The husband and son of a missing Midlands woman stabbed her to death, wrapped her body in a tarp, put it in the family’s garage, then waited a week before reporting her missing, police said.
The case finally unraveled Wednesday, when the men told investigators that 59-year-old Susan Wilkes was dead and led them to a place about 30 miles from the family home where they eventually buried the body, in a wooded area behind a Little Mountain home, West Columbia Police Chief Dennis Tyndall said Thursday.
Money or some kind of family conflict are being considered as motives, but Tyndall said they have been told many different stories about what happened by Marion Wilkes, 73, and his son Joseph, 23, in the three-bedroom ranch-style home on Linett Drive where the family lived for more than 20 years.
“They’ve both been lying so much we don’t know when they are telling the truth,” Tyndall said.
The two have been charged with murder in connection with Susan Wilkes’ death. Neither has an attorney. Both were denied bond at a hearing Thursday, where Marion Wilkes told the judge he didn’t want an attorney.
“I don’t want any trial. I’m pleading guilty,” he said.
The judge told him he couldn’t do that during this proceeding and told him to talk to his lawyer when he gets one.
Tyndall thinks Susan Wilkes was killed around June 5. Marion Wilkes called police to report his wife missing a week later, saying she disappeared after going on a walk. Over the weekend, Wilkes gave a television interview where he thanked police for their hard work looking for his missing wife and talked about the support he had from people at his church.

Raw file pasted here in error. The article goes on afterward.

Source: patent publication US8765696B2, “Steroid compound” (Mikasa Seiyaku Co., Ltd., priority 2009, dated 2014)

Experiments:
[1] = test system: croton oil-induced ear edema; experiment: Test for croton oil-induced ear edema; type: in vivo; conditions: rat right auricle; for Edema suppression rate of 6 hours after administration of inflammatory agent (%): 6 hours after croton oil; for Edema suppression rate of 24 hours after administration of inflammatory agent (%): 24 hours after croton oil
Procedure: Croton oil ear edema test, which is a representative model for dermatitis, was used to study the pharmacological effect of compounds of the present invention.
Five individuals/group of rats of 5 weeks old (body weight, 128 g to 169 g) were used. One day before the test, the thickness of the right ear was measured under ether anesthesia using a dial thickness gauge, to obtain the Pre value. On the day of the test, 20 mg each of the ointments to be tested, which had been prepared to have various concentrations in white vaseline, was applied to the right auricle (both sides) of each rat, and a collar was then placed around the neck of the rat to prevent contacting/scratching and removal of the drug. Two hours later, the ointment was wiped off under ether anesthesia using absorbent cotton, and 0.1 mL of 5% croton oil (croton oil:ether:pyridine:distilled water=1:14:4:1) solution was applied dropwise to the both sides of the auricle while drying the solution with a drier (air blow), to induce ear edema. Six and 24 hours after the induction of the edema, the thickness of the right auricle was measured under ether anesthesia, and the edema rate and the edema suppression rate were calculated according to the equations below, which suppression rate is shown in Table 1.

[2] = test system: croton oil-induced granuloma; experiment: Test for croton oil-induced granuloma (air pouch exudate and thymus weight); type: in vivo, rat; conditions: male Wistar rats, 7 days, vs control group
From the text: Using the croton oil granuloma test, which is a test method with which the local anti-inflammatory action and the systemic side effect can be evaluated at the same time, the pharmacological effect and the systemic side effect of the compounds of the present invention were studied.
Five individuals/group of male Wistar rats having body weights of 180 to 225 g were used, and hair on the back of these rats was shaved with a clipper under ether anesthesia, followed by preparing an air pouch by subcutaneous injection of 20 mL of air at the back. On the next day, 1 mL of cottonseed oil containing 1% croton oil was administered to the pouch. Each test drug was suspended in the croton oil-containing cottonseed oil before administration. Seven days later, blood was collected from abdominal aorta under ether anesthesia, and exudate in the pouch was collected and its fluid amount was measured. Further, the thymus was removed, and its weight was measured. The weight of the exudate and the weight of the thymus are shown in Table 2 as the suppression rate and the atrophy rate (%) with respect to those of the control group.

He also gave inconsistent statements about when he last saw her, Tyndall said.
“First night, we went out, we were out at 11 o’clock at night with flashlights checking all the ditches and all the roadsides – maybe a shoe came off or something. Just anything we could find. Couldn’t find a thing,” Marion Wilkes said in the television interview.
Lt. Scott Wilson of the West Columbia Police Department said father and son were arrested in separate incidents for simple possession of marijuana and were then connected with the killing.
Marion Wilkes was a controlling husband who ruled over a reclusive family, Tyndall said, which may explain why no one reported Susan Wilkes missing for a week. The victim had only four contacts in her cellphone, the chief said.
“This case is just bizarre,” Tyndall said. “I don’t think in 30 years I’ve had someone report someone missing when they killed them.”
Tyndall said detectives are investigating the circumstances around how Susan Wilkes’ body ended up buried at a home in Little Mountain, and more people may face charges. Joseph Wilkes knows the person who lives at the home where his mother's body was found, Tyndall said.
An autopsy determined Susan Wilkes bled to death after being stabbed in the chest.
Contributing: Staff writer Harrison Cahill, The Associated Press